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The Hadza-Honeyguide Story Ain’t as Sweet as TV Pretends

Posted by Richard Conniff on February 18, 2016

Greater honeyguide (Photo: Wilferd Duckitt/Flickr)

Greater honeyguide (Photo: Wilferd Duckitt/Flickr)

I just ran across this lovely story by Cara Giaimo at Atlas Obscura, and it’s another great example of how the tales we tell about nature just aren’t as neat and simple as we like to pretend.  The guilty parties this time include Discovery Channel and David Attenborough, but first, the background:

When Hadza want to find honey, they shout and whistle a special tune. If a honeyguide is around, it’ll fly into the camp, chattering and fanning out its feathers. The Hadza, now on the hunt, chase it, grabbing their axes and torches and shouting “Wait!” They follow the honeyguide until it lands near its payload spot, pinpoint the correct tree, smoke out the bees, hack it open, and free the sweet combs from the nest. The honeyguide stays and watches.

When they are done, the Hadza supposedly repay the honeyguide for its help by leaving some of the treat, which it otherwise could not get into without human help.  For instance, in the recent film, Hadza: Last of the First:

In one scene of the film, after a group of Hadza men smokes bees out of a hive, they are shown throwing pieces of the honeycomb, which hit the ground in slow motion. The bird, filmed in close-up on a flattened patch of grass, snaps them up. A narrator explains, “The bird will wait patiently and fly down, and will essentially take the leftovers… it’s the most developed, co-evolved, mutually helpful relationship between any mammal and any bird.”

Giaimo recounts similar just-so versions of the story, about the Maasai:

On Discovery’s “Human Planet,” for example, two Maasai boys leave their feathery convoy a big chunk of comb. As the narrator says, they “know they have to pay their guide.”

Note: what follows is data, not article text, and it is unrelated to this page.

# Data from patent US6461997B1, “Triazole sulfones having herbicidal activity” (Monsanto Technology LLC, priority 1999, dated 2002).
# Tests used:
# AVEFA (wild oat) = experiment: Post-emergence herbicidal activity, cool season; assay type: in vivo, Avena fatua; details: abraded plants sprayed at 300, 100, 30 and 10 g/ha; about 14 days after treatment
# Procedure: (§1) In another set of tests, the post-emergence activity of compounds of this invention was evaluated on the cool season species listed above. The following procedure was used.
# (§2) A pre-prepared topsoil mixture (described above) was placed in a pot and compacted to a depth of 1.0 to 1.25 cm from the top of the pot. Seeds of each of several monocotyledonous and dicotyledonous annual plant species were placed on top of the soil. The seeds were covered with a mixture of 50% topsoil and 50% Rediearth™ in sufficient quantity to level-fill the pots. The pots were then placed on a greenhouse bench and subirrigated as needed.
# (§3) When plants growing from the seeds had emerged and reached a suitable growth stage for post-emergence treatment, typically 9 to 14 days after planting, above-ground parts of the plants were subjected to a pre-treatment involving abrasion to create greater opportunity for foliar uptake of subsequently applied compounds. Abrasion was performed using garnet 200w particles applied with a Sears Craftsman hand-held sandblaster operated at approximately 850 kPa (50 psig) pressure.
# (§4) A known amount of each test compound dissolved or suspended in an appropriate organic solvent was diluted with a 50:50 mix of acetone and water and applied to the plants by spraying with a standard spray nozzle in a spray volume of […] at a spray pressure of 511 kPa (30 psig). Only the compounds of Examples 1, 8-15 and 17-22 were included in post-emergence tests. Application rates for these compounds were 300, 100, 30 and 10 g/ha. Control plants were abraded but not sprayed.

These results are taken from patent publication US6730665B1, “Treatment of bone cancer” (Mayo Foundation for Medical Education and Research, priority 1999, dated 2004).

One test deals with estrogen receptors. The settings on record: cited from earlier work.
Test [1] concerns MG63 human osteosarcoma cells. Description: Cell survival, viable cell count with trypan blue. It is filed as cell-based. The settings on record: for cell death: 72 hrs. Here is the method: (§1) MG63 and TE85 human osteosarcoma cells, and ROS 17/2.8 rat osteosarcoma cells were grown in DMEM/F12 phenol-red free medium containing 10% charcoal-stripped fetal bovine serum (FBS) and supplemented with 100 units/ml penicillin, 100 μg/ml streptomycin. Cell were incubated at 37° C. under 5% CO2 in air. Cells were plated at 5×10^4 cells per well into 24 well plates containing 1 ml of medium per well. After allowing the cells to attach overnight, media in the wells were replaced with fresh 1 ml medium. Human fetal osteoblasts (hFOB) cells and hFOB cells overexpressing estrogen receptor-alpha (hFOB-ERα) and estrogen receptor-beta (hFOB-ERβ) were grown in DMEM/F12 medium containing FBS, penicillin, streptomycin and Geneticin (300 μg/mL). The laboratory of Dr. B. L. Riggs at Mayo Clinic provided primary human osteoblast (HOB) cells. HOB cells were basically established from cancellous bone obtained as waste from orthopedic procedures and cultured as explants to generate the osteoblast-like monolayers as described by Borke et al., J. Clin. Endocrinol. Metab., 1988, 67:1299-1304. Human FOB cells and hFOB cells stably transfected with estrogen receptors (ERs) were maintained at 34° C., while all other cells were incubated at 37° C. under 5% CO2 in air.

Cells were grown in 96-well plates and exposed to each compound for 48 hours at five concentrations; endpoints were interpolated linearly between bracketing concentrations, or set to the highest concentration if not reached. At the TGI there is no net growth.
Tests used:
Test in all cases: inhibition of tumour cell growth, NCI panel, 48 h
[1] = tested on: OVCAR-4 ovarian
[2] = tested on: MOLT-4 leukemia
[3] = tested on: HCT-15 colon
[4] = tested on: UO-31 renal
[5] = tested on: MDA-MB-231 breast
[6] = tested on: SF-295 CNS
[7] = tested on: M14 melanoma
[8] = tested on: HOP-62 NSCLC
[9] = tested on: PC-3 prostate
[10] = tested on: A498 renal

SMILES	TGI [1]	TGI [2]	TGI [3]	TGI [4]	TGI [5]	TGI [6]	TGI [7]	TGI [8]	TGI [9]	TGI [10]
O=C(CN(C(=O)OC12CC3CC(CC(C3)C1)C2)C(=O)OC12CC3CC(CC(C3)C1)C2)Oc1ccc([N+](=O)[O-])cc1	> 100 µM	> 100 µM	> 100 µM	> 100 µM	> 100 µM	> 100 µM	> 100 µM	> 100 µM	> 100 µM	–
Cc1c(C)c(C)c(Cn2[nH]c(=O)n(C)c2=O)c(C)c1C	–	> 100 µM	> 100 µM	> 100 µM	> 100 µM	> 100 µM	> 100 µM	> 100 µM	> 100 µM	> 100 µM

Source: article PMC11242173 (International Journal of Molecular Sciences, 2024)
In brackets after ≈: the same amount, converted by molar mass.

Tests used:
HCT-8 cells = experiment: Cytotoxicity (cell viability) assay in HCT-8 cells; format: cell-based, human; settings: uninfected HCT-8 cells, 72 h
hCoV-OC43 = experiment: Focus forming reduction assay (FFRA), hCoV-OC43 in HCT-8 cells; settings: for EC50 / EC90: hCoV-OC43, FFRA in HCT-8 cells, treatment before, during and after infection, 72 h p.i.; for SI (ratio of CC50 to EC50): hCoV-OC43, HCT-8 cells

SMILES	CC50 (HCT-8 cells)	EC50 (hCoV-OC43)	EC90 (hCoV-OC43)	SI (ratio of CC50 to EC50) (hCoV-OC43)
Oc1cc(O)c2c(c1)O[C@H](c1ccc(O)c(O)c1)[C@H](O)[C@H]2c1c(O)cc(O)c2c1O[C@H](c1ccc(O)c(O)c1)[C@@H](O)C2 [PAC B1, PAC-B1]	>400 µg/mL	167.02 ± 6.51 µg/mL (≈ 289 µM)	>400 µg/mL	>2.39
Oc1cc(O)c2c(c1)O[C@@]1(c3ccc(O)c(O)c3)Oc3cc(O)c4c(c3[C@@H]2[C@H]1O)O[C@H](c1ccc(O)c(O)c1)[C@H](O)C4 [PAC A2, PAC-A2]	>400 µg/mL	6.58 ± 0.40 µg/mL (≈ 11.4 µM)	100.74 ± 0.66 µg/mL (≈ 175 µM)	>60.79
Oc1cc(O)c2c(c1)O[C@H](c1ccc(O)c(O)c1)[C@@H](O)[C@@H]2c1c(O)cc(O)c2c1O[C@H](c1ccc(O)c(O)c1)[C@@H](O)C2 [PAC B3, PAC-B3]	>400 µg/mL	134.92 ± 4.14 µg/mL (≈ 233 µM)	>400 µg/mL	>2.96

If you’ve come across the BBC show “Trials of Life,” you might have even watched the exuberant David Attenborough share honey with the Kenyan bird who led him to a chock-full tree. “If the bird hadn’t shown us where this bee’s nest was, we would have never gotten this sweet reward,” he says, his mouth full of it. “But then, if we hadn’t broken open a bee’s nest, the bird would never have been able to get into the honey. Since it is a partnership, it’s only fair that the bird should get a reward. So it’s the custom in these parts not to take all the honey, but to give some of it to the bird.” He molds a piece of waxy comb around the tip of a spear stuck in the ground, and is on his way.

Brian Wood selfie on a Hadza honey run.

Brian Wood selfie on a Hadza honey run.

But here’s the sticking point for happy talk about the natural world: A biological anthropologist at Yale named Brian Wood studied the Hadza in detail, and Giaimo reports:

Thanks to Hadza custom, the birds weren’t guaranteed any reward. Indeed, the Hadza were committed to stiffing their helper, meticulously destroying any grubs or wax that the honeyguide might make a meal from.

“I can go back into my notes to one of the very first times I was following a Hadza man,” Wood says. “I wrote down, ‘He’s taking the honeycomb and throwing it into the bush… he just grabs a handful of bee larvae and honeycomb and throws it into a tree.’” The second time, Wood says, the same thing happened: “He actually dug a hole and shoved the honeycomb that remained into it, and buried it.”

“I asked the Hadza guy to explain what was happening,” Wood says, “and his explanation was simply that they don’t want the honeyguide to get too full.” This would have impaired the bird’s work for the next day, according to the Hadza. Over and over, Wood watched foragers hide, bury, or burn excess wax, even when the birds were nowhere to be seen. In one video taken by Wood, a young man named Koyobe chews on some comb while detailing his reasoning. “If the honeyguide eats, she gets full,” he tells Wood, in Swahili. “Then she just would sit. She wouldn’t call.” Next to him, the remnants of a bee’s nest smolder in a fresh fire.

Check out the whole story here and keep it in mind next time you are tempted to recount some bit of natural lore that just sounds a little too good to be true.


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